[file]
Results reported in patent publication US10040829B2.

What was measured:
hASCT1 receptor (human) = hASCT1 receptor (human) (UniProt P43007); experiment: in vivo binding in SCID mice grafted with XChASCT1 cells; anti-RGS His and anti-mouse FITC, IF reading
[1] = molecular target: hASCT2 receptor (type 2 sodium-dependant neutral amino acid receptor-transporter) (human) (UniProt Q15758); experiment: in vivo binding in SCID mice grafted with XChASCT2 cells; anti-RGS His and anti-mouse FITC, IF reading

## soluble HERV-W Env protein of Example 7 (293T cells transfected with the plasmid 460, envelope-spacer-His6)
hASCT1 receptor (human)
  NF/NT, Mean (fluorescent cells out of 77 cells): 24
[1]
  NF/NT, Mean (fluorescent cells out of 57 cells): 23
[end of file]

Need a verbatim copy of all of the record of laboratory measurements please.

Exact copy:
Results reported in patent publication US10040829B2.

What was measured:
hASCT1 receptor (human) = hASCT1 receptor (human) (UniProt P43007); experiment: in vivo binding in SCID mice grafted with XChASCT1 cells; anti-RGS His and anti-mouse FITC, IF reading
[1] = molecular target: hASCT2 receptor (type 2 sodium-dependant neutral amino acid receptor-transporter) (human) (UniProt Q15758); experiment: in vivo binding in SCID mice grafted with XChASCT2 cells; anti-RGS His and anti-mouse FITC, IF reading

## soluble HERV-W Env protein of Example 7 (293T cells transfected with the plasmid 460, envelope-spacer-His6)
hASCT1 receptor (human)
  NF/NT, Mean (fluorescent cells out of 77 cells): 24
[1]
  NF/NT, Mean (fluorescent cells out of 57 cells): 23